The homeobox gene family encodes transcription factors that regulate morphogenesis and cell differentiation during embryogenesis by activating or repressing the expression of target genes (Boersma et al., 1999). In addition, several homeobox genes have recently been shown to be associated with cancers (Raman et al., 2000; Abate-Shen, 2002; Samuel and Naora, 2005; Yoshida et al., 2006). EMX2 is a human homologue of the Drosophila empty spiracles gene (ems), a homeodomain-containing transcription factor with important functions during early development. For example, mice harboring homozygous mutation of EMX2 (EMX2−/−) exhibit small cerebral hemispheres and olfactory bulbs (Dalton et al., 1989). EMX2 affects the proliferation of adult neural stem cells by regulating the frequency of symmetric divisions that generate two stem cells within the adult neural stem cell population, and overexpression of EMX2 decreases the frequency of symmetric divisions (Galli et al., 2002). EMX2 controls mammalian reproduction by adjusting endometrial cell proliferation without affecting differentiation (Taylor and Fei, 2005). Moreover, it has been reported that loss of EMX2 function leads to ectopic WNT1 expression in the developing mammalian telecephalon, resulting in cortical dysplasia (Ligon et al., 2003). The WNT pathway is well known to have important roles in (Klaus and Birchmeier, 2008), including that in lung cancer (Mazieres et al., 2004; You et al., 2004; He et al., 2005; Huang et al., 2008; Akiri et al., 2009). There have been only a limited number of recent studies suggesting possible involvement of EMX2 in human cancer. For example, EMX2 may be anti-proliferative in the endometrium, and its expression is decreased in endometrial tumors (Noonan et al., 2001, 2003). EMX2 also displays methylation but rarely in non-seminomas (Lind et al., 2006). The role of EMX2 in tumorigenesis, however, is still largely unknown. In this study, we seek to investigate the role of EMX2 in human lung cancer.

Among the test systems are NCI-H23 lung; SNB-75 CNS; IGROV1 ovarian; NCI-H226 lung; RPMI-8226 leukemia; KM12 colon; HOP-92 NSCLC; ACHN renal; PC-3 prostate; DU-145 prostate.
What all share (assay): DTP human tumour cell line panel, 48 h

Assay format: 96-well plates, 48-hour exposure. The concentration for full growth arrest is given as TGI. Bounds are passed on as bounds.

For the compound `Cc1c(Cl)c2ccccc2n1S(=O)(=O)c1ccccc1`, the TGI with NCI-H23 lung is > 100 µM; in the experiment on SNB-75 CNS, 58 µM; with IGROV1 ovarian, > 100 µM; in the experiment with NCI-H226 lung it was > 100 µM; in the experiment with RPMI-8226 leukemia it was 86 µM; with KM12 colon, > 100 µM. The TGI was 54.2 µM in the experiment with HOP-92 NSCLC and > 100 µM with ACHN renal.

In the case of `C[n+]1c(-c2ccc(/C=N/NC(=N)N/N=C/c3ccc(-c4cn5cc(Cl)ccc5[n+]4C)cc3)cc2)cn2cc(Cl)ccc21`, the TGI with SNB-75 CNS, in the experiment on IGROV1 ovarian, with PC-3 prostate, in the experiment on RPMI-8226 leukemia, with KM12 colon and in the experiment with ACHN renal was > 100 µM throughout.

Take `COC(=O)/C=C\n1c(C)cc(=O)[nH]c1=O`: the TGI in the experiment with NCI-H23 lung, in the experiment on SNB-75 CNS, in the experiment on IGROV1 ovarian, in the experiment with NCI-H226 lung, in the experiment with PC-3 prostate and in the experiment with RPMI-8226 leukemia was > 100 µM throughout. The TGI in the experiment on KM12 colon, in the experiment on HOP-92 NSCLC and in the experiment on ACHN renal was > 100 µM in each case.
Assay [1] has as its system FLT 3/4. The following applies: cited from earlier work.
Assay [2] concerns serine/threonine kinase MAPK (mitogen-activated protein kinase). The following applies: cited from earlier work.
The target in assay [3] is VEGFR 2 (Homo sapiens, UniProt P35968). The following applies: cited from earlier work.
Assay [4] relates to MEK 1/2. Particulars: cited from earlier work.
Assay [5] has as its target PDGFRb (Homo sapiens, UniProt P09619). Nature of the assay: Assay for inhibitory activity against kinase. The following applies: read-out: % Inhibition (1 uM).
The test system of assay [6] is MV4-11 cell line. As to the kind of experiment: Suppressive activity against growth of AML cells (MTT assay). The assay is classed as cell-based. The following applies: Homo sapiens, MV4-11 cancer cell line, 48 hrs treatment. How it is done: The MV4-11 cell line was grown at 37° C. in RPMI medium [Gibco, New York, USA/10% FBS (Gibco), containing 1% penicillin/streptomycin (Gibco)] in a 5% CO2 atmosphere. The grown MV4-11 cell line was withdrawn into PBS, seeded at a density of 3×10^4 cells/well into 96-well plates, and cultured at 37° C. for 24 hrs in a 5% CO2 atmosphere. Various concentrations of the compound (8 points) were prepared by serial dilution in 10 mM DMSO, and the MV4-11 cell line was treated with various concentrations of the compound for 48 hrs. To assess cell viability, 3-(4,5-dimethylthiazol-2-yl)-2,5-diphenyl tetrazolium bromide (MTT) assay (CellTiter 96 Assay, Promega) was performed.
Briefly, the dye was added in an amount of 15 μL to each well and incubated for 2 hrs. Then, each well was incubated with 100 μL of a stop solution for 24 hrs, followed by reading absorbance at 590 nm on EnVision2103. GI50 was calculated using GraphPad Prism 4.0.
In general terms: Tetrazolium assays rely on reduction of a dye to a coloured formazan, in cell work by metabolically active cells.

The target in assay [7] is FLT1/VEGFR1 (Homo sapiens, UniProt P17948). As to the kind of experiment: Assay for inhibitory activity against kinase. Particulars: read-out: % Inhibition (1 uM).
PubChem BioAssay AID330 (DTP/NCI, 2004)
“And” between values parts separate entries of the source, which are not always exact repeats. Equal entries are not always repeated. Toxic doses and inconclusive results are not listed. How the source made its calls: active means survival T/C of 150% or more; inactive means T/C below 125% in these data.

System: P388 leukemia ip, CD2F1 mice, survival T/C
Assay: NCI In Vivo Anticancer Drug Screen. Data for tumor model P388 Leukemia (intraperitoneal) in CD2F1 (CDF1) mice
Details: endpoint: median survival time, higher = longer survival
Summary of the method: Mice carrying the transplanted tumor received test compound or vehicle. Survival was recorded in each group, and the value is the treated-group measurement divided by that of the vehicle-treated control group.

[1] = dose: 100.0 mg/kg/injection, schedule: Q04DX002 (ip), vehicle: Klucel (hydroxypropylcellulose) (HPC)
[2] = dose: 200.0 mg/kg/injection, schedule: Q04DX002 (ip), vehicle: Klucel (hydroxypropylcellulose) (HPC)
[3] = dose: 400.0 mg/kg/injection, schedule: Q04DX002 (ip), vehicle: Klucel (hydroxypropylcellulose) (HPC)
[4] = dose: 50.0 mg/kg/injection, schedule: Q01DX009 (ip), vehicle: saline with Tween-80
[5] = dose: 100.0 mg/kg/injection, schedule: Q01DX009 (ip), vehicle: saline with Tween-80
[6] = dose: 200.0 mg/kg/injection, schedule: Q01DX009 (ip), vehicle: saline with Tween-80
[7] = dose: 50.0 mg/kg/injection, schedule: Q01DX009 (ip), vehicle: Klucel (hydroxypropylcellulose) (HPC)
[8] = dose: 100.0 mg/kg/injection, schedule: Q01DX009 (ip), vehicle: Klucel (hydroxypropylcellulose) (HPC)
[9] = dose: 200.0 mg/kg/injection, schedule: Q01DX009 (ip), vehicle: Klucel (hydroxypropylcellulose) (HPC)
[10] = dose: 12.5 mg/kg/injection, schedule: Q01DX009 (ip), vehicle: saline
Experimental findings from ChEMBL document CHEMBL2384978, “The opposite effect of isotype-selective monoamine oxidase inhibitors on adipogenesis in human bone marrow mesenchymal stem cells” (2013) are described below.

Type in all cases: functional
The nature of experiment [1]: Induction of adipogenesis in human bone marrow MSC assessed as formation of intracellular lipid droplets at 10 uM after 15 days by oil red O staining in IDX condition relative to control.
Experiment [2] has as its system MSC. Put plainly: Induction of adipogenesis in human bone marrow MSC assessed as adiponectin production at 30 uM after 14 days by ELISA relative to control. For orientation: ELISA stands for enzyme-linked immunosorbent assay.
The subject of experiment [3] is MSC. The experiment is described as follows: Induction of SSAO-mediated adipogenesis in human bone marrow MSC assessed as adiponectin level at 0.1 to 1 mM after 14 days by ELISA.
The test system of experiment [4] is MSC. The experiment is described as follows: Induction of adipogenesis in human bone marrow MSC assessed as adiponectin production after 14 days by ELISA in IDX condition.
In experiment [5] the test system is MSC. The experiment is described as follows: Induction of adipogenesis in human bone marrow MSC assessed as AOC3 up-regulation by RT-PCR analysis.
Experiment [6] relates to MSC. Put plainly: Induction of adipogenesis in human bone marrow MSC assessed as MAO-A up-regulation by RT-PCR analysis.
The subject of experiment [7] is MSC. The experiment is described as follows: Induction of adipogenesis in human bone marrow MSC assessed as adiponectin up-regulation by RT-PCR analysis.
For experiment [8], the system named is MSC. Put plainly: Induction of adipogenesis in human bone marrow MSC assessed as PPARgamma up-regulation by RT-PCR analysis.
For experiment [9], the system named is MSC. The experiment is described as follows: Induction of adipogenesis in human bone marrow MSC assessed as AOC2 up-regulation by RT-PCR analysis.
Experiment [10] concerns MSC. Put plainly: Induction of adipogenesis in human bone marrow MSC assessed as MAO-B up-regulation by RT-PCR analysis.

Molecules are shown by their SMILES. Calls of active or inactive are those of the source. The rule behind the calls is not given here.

We first examined the mRNA levels of EMX2 in human lung cancer tissue samples and their matched adjacent normal tissues obtained from 64 patients with lung cancer. Upon comparison, 71.8% (46–64) lung cancer samples analyzed were found to have less EMX2 expression than their matched adjacent normal tissues (Figure 1a), and this downregulation was statistically significant (mean values of EMX2 expression measured by quantitative RT–PCR were 3.78 and 18.01 in cancer tissues and their matched adjacent normal tissues, respectively; P<0.001). Diminished/absent EMX2 expression was consistently associated with hypermethylation of the EMX2 promoter in these cases evaluated by qMSP (Figure 1b showed an example of 10 paired tissue samples). We also analyzed EMX2 expression and the EMX2 promoter methylation status in 12 lung cancer cell lines to verify these results. In all, 10 of the 12 lines examined were found to lack EMX2 expression (Figure 1c). Using qMSP, we found that the EMX2 promoter in the same 10 cells lines was also methylated (Figure 1d). Next, using a de-methylating reagent, 5-aza-2′-deoxycytidine (DAC), we restored EMX2 expression in cell lines with initially silenced EMX2 (Figure 1e). These data indicate that epigenetic modification may be one of the important mechanisms to silence EMX2 gene in lung cancer. Interestingly, methylation silencing was recently reported for several other homeobox gene family members in cancer. For example, HOXA5 was identified as a direct transcription activator of tumor suppressor p53 and HOXA5 silencing by hypermethylation consequently limited p53 expression in breast cancer (Raman et al., 2000). The HOXA9 promoter was found to be frequently methylated in non-seminomatous TGCT (Lind et al., 2006). Our data also revealed that in a few cases, promoter hypermethylation of EMX2 did not correlate with decreased EMX2 expression, suggesting that alternative mechanisms may account for EMX2 downregulation. Indeed, a report showed that EMX2 transcripts were reduced in a subset of endometrial cancers investigated with a 35% incidence of LOH for the 10q25.3–q26.1 region that included the EMX2 gene. Sequencing analysis uncovered multiple EMX2 variants, including somatic mutations and polymorphisms (Noonan et al., 2001).